On January 31, 2024, the U.S. Environmental Protection Agency (EPA) announced that it is proposing to list nine per- and polyfluoroalkyl substances (PFAS) as hazardous constituents under the Resource Conservation and Recovery Act (RCRA). This action represents another significant step in the regulation of PFAS.
PFAS are a key focus of many environmental regulators and of many people as well largely based on their ubiquity and catchy nickname “forever chemicals.” Both come from the fact that PFAS do not break down naturally over time either in the environment or in the human ...
Deadlines are upcoming related to the multi-district per- and polyfluoroalkyl substances (PFAS) litigation. The relevant settlements are with DuPont, Chemours, and Corteva (collectively, DuPont) and 3M, parties who allegedly manufactured various PFAS chemicals. The currently-pending settlements cover $1.185 billion for DuPont and $10.5-$12.5 billion for 3M.
The litigation is focused on alleged contamination of drinking water caused by DuPont’s and 3M’s alleged manufacture of PFAS chemicals. PFAS are a family of manmade chemicals that are used due to beneficial ...
On September 28, 2023, the U.S. Environmental Protection Agency (EPA) finalized its rule requiring reporting of per- and polyfluoroalkyl substances (PFAS). According to EPA’s press release, the rule is intended to “provide EPA, its partners, and the public with the largest-ever dataset of [PFAS] manufactured and used in the United States.”
EPA’s new rule is part of its PFAS Strategic Roadmap, the Biden Administration’s plan to address PFAS, a family of man-made chemicals that are becoming well-known and well-studied based on their ubiquity and resistance to breaking down naturally....
On July 1, 2022 a panel of the Ninth Circuit issued a superseding opinion in California River Watch v. City of Vacaville, Appeal No. 20-16605, withdrawing its previous opinion in the same case and reaching the opposite result. The case is a rare example of a court reversing itself, and has important implications for water suppliers in California and nationwide.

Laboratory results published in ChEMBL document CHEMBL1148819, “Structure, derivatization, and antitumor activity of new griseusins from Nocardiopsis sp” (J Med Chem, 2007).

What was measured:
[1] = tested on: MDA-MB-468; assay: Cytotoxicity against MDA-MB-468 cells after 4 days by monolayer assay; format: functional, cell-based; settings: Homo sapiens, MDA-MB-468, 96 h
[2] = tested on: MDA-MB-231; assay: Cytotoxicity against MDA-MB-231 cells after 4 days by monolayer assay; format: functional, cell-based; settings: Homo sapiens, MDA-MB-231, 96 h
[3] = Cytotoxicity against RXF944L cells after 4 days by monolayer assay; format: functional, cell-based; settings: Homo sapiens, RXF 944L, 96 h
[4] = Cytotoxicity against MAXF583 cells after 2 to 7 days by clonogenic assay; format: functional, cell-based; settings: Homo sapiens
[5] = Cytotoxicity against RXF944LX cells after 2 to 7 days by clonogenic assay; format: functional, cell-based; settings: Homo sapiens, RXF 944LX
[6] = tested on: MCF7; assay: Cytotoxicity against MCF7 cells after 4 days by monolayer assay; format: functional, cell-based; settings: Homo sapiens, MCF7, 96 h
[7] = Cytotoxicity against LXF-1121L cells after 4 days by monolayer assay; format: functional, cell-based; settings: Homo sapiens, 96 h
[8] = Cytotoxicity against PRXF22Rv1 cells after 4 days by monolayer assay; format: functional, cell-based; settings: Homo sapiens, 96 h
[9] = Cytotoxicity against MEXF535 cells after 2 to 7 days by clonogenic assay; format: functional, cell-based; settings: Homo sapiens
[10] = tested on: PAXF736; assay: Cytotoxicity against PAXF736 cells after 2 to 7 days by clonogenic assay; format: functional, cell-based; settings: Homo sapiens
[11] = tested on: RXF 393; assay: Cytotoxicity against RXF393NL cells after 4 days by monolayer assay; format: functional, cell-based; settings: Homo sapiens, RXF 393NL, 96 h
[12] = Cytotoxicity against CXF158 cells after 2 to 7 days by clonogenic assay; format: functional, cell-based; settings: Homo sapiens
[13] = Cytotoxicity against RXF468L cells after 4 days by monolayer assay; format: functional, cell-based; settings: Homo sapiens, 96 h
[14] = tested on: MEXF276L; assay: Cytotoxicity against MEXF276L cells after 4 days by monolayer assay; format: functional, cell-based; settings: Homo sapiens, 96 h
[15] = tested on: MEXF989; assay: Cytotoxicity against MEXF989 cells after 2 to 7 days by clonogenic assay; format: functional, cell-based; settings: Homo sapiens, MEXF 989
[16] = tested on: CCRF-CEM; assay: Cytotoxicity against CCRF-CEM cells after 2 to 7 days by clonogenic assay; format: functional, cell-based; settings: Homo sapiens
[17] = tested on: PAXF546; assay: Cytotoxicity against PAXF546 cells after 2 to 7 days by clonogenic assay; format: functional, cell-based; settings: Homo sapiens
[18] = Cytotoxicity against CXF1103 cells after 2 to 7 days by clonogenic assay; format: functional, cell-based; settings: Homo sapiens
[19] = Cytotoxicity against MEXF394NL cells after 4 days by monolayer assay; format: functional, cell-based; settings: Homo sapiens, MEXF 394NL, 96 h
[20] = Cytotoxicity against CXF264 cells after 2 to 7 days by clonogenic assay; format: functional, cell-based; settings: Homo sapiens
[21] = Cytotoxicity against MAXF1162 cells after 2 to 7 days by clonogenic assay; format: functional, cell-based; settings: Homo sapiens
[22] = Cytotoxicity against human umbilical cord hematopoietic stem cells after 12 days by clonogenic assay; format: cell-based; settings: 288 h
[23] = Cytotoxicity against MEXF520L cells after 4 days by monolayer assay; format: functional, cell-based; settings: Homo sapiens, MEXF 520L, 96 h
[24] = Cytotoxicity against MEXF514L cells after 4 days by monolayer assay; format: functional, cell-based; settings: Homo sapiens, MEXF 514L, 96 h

In California River Watch, the plaintiff sought to impose RCRA liability on a water supplier based on the presence of hexavalent chromium in the water it supplied to customers, despite the fact that the water complied with the ...
The Environmental Protection Agency (EPA) has announced two public meetings via webinar to cover a comprehensive overview of its most recent Unregulated Contaminant Monitoring Rule ("UCMR"), UCMR 5. The two meetings will be held on March 16th from 9:00 am - 12:00 pm and March 17th from 1:00 pm - 4:30 pm (eastern time). The meetings will be identical, and EPA has posted links to sign up for either of the webinars on its website. The webinars are currently first-come, first-served, and sign-up space for them is limited. EPA has stated that it may schedule additional webinars if there is ...
Please join me as I moderate “PFAS: Updates on the Regulatory Landscape” on July 29th, from 10:30 - 11:30 a.m. PT, during the 2020 Summer Virtual Conference, hosted by the Association of California Water Agencies (ACWA).
Participants will come away from this session with important information about...
This week, on June 16, the California State Water Resources Control Board (“State Water Board”) unanimously adopted a definition for microplastics, making California the first state to adopt a definition specifically applied to drinking water (footnotes omitted):
‘Microplastics in Drinking Water’ are defined as solid polymeric materials to which chemical additives or other substances may have been added, which are particles which have at least three dimensions that are greater than 1nm and less than 5,000 micrometers (µm). Polymers that are derived in nature that have not been chemically modified (other than by hydrolysis) are excluded.
The final definition is much the same as the proposed version that was issued in March 2020 for public comment, key differences being that ...
California Water Views provides timely and insightful updates on the water sector in the state. We relay information on how water legislation and policy from the nation’s capital, Sacramento, and around the U.S. affect California’s water utilities, agencies, practitioners, and consumers. We also write about important events, conferences, legal cases, and other key happenings involving all things water in and around California.
Stay ConnectedRSS Feed
- Clean Up of Groundwater & Contaminated Media
- Climate Change
- Coastal Development
- Dam Construction, Operation & Removal
- Environmental Protection Agency
- Government Administration
- Groundwater Management & SGMA
- Inverse Condemnation & Regulatory Takings
- New Legislation
- Oceans, Marine Life & Maritime Transportation
- Project Construction
- Public Agency Regulation
- Recycled Water
- Regulatory Reform & Proposed Rules
- Right to Take
- Water Infrastructure
- Water Litigation
- Water Quality
- Water Rights
- Water Supply
- Water Utility Regulation